Professor Sir Nicholas Shackleton, the eminent earth scientist, former director of the Godwin Laboratory for Quaternary Research in the Department of Earth Sciences and Emeritus Fellow of Clare Hall, has died at the age of 68.

Professor Shackleton, an Emeritus Professor at the Department of Earth Sciences since retiring in 2004, specialised in paleoclimatology, the study of how the Earth’s climate has changed over time. He was perhaps best known for identifying the role played by carbon dioxide and changes in the Earth’s orbit, and for his development of new techniques for the study of ice sheets.

He passionately believed that scientists could contribute to society and help predict future environmental change by first understanding past climatic changes and using geology to learn about the Earth’s environment.

Professor Shackleton was born in London on 23 June 1937 and gained a BA in physics at Clare College, Cambridge in 1961. He went straight into a research career at the University and in 1967 was awarded a PhD for his thesis on ‘The Measurement of Paleotemperatures in the Quaternary Era’. (The Quaternary is the most recent geological age in the Earth’s history, covering the last 1.8 million years.)

He became a Fellow of Clare Hall and was based at the University of Cambridge throughout his academic career. He also held a research post at Columbia University’s Lamont-Doherty Geological Observatory.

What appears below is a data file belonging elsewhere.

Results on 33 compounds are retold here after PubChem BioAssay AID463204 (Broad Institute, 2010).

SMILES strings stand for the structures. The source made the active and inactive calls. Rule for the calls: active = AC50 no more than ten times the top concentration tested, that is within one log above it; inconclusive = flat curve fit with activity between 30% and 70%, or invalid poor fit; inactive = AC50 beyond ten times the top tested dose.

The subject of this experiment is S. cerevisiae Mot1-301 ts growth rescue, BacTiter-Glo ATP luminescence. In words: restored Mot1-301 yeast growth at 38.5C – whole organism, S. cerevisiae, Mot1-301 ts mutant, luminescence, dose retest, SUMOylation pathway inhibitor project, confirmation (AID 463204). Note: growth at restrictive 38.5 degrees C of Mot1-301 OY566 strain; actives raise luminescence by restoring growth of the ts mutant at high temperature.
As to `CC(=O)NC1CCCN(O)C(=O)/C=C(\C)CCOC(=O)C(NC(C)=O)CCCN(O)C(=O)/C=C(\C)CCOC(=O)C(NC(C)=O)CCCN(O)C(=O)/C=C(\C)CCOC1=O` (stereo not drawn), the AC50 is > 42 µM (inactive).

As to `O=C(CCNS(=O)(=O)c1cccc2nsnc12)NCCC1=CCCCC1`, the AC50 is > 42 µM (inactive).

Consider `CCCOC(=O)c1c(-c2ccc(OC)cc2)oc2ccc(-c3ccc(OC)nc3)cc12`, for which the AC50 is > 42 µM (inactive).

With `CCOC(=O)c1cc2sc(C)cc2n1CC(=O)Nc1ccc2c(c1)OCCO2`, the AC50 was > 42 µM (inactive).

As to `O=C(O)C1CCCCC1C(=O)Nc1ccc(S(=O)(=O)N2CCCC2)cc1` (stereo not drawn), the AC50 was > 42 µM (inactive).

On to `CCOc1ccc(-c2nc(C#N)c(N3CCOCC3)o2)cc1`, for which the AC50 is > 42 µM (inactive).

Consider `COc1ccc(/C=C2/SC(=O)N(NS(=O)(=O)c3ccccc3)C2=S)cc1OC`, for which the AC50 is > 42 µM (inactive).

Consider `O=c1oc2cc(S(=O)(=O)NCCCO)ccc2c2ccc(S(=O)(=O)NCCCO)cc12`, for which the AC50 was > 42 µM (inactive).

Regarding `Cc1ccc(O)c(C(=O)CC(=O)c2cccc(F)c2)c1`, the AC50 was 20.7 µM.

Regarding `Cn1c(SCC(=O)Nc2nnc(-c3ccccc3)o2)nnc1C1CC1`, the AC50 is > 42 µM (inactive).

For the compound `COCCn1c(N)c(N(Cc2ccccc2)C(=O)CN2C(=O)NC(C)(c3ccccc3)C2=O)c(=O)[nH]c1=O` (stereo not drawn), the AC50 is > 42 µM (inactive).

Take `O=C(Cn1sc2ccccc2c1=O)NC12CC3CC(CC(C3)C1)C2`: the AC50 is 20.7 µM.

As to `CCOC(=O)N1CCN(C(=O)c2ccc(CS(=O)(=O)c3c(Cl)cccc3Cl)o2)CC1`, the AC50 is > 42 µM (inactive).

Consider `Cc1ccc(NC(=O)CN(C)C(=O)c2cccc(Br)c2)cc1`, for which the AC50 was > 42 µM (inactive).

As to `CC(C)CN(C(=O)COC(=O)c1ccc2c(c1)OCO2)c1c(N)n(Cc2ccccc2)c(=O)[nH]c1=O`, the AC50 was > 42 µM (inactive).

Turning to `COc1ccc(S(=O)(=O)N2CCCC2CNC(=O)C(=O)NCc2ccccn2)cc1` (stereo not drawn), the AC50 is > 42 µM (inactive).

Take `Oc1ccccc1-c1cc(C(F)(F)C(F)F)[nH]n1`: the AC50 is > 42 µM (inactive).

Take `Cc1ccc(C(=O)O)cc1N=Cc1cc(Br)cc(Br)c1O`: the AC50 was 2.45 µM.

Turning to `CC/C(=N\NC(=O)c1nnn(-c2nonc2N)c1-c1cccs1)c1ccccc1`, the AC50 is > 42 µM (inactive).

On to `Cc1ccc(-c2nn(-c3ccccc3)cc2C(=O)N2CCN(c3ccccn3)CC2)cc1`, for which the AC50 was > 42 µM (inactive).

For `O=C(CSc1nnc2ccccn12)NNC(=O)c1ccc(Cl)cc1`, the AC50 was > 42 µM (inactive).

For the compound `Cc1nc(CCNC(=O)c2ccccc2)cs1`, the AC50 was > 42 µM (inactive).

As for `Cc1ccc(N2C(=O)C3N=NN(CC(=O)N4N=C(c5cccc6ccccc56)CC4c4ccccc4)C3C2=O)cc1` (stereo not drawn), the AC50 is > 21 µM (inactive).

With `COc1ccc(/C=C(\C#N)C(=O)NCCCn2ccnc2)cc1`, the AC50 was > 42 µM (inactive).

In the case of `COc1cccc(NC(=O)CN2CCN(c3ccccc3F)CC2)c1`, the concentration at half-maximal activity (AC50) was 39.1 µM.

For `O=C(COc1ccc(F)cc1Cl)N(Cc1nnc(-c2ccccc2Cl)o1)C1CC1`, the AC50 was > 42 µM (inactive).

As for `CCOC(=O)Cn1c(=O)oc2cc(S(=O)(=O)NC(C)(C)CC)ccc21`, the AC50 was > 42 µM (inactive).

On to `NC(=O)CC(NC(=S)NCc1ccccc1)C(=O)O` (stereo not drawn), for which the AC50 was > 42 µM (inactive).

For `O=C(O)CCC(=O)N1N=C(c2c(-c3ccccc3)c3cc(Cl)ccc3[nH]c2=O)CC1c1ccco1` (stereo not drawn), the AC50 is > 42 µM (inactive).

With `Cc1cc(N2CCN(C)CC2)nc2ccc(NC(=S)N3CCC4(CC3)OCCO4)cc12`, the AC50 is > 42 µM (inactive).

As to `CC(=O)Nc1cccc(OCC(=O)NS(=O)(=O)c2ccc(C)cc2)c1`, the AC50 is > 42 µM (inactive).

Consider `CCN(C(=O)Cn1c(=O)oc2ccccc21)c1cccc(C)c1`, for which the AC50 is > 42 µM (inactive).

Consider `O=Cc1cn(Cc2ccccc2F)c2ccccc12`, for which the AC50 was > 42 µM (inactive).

Professor Shackleton won numerous awards and prizes for his research. He was made a Fellow of the Royal Society in 1985 and knighted in 1998. He received the Crafoord Prize from the Royal Swedish Academy of Science in 1995, became a Foreign Associate of the US National Academy of Sciences in 2000 and gained the Ewing Medal (American Geophysical Union) in 2002. In 2003, he was awarded both the Urey Medal (European Association of Geochemistry) and the Royal Medal of the Royal Society. The following year, he was awarded the Vetlesen Prize by Columbia University (US) and in 2005 he gained the Founder’s Medal of the Royal Geographical Society and the Blue Planet Prize.

Professor Salje, Head of the Department of Earth Sciences and President of Clare Hall, said: “We lost not only an outstanding academic, but also a close friend. Nick was one of the most imaginative scientists I ever met. He was also a keen collector of musical instruments and a good musician himself. He always found time to advise young scientists, help his colleagues in the department and inject wisdom into College life.

“During the last months, he himself initiated a Sir Nicholas Shackleton Visiting Fellowship in Paleo-Climate Research to help academics from abroad to come to Cambridge to continue work in this important field. We will do our outmost to bring his scheme to fruition.”

Professor Shackleton died on 24 January 2006.

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